If instead, the president goes down the route of pursuing a military solution, this will simply accentuate tensions, build hostilities in the East, and make any sort of dialogue and retention of national unity impossible.

DAVID SPEEDIE: In other words, a lot of water has to flow under the bridge, but it has to flow quickly.

NICOLAI PETRO: Exactly. We can't drown in the process.

DAVID SPEEDIE: Before we close, I want to ask a question about a dilemna that's facing Russia and President Putin.

Putin has said that he will deal with the new Ukrianian president Poroshenko even though he may find his policies "unpalatable," but there's another issue here and that is the ultra-nationalist right within Russia itself. The French éminence grise (powerful, behind-the-scenes advisor) of the far-right movement, Alain de Benoist, has recently said that Russia is the last great hope, a bastion against American expansionism. To what extent is that an embarrassment for Putin? And how does he deal with that in terms of his own domestic political situation?

NICOLAI PETRO: As Putin said during one of his recent conferences, "You can't force people to be your friend. If people want to be our friends, they will do so for a variety of reasons. Some of them are purely politically motivated, based on the domestic constituencies and polices that they wish to pursue. Russia wants to be friends with everyone, but those who wish to impose sanctions rather than be friends with us, well, we can't force them to be our friends."

Russia is in a bit of a bind here, but I hardly see it as being at fault when the mainstream political elite in the West is punishing it when it is perceived as having taken advantage of the situation in Ukraine, and continuing to punish it with the threat of sanctions when it actually goes ahead and encourages dialogue with the new Ukrainian president.

I have to ask myself, what is the incentive? What is the carrot for Putin to actually assist in the process if at every turn he is being rewarded with more sanctions?

RICHARD SAKWA: In that list of his unwanted friends, you could have added Patrick Buchanan, a traditional conservative in the United States who has spoken quite warmly.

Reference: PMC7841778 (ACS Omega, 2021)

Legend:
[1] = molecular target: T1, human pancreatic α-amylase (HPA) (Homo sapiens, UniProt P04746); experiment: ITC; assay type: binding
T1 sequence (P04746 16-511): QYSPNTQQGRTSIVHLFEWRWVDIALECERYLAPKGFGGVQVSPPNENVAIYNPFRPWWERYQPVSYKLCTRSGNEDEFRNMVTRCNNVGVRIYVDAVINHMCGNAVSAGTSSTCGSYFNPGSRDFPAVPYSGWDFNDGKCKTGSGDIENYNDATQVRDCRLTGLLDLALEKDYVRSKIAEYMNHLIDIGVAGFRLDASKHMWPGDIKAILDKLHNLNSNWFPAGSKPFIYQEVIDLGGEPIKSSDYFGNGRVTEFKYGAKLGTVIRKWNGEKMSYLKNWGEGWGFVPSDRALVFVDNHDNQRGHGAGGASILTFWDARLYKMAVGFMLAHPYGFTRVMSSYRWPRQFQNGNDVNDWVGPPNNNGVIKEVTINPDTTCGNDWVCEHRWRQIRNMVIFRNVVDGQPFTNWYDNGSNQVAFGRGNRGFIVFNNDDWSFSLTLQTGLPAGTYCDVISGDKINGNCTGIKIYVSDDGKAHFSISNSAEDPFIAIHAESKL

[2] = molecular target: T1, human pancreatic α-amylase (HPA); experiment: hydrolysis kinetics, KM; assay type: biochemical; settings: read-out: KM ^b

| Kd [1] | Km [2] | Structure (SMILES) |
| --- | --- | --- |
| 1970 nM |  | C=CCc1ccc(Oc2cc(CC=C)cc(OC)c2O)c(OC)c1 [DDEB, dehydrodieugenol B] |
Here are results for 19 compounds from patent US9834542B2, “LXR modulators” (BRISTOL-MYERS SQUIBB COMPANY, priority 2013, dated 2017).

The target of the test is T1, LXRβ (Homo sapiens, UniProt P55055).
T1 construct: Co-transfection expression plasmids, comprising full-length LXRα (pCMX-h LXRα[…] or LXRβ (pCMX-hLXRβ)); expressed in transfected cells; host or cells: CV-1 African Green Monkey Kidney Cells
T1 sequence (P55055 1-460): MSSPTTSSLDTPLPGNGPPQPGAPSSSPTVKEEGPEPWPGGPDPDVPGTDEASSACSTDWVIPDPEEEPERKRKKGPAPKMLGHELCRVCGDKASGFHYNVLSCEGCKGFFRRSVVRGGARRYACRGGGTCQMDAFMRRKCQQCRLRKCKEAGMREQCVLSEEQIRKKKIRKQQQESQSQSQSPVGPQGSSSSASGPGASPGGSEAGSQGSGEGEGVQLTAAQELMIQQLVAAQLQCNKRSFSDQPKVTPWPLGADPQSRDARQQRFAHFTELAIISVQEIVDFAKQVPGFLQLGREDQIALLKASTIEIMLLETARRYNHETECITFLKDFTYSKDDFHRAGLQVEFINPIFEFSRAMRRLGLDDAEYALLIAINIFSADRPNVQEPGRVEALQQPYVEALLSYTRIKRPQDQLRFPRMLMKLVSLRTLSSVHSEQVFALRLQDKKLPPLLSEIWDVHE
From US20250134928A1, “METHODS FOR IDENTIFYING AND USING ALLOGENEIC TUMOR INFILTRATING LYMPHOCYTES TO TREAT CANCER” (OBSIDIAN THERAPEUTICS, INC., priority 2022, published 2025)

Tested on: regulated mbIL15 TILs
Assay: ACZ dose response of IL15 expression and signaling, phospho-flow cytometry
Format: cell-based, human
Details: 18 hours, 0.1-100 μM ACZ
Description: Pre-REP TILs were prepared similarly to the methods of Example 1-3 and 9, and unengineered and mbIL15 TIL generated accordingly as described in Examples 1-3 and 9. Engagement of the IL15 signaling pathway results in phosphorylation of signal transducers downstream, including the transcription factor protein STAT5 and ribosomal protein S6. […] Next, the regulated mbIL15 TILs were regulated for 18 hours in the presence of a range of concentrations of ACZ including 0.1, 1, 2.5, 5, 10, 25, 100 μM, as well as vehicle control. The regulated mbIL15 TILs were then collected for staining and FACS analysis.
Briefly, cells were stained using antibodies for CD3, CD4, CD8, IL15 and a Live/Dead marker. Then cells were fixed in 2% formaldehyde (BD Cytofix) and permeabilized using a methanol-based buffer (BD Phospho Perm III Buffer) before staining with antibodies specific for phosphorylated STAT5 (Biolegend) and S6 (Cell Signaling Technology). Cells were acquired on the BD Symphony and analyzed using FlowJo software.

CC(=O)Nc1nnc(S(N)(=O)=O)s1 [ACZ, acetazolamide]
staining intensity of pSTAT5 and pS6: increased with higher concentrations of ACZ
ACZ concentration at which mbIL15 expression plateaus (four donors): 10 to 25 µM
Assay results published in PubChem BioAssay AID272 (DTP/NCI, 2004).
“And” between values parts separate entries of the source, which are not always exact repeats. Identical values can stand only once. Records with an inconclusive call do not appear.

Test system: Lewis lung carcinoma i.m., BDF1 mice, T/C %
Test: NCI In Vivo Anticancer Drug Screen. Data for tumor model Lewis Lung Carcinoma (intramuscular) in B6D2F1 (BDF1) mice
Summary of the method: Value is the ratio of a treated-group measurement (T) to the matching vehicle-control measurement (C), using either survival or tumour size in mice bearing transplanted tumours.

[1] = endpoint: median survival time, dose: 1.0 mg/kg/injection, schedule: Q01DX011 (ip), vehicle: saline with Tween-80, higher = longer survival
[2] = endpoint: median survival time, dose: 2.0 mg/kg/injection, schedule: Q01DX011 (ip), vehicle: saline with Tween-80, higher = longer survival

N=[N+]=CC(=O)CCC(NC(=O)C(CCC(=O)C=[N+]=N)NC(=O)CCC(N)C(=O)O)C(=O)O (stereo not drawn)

What we do see is that there are two big seismic shifts going on. We've seen the Euro Parliament elections, which are absolutely shocking across the board. In the United Kingdom, in France and some other countries, for the first time in some hundred years you've got neither conservatives nor the Labour Party becoming the top party. [For more on the European Parliament elections, check out this panel discussion, which took place before the elections, moderated by Speedie.]

It's an absolutely earthquake internally, but this has only reflected, if you like, the larger geopolitical tensions externally.

Russia finds itself in the eye of the vortex. Whether it likes it or not, it's part of something bigger that's going on.

The traditional stereotype thinking, the aggressive talk of what we could call the McCainiacs, allied with some of the irresponsible leaders within the European Union—I'm talking about Carl Bildt and Radek Sikorski and others—basically, they've treated Russia as an enemy.

Putin has so far, hopefully, been able to avoid Russia becoming an enemy, but it's certainly becoming an awkward customer, because it's actually saying things that needed to be said. As you say, it's been relatively trying to be constructive now over Ukraine. It's no good externalizing problems. It's part of the solution. It's not just part of the problem.

Once the West can begin to understand that, to accept Russia as a genuine political interlocutor, not as some sort simpleton idea of punishing it, sanctioning it, whipping it, excluding it, dividing lines in Europe. All of this is insane talk. We've really got to begin to move beyond that.

DAVID SPEEDIE: As a more reasonable American voice than Patrick Buchanan, the great statesman Henry Kissinger, said recently, "Demonizing Putin is not a policy."

On that note, we must end. I want to thank Richard Sakwa and Nicolai Petro for joining us from Odessa in Ukraine on our latest Ethics in Security Bulletin. I wish you both well. We'll be doubtless calling you again as this reaches some kind of dénouement, Nicolai and Richard. Again, thank you for being with us today.

NICOLAI PETRO: Thank you.

RICHARD SAKWA: Thank you.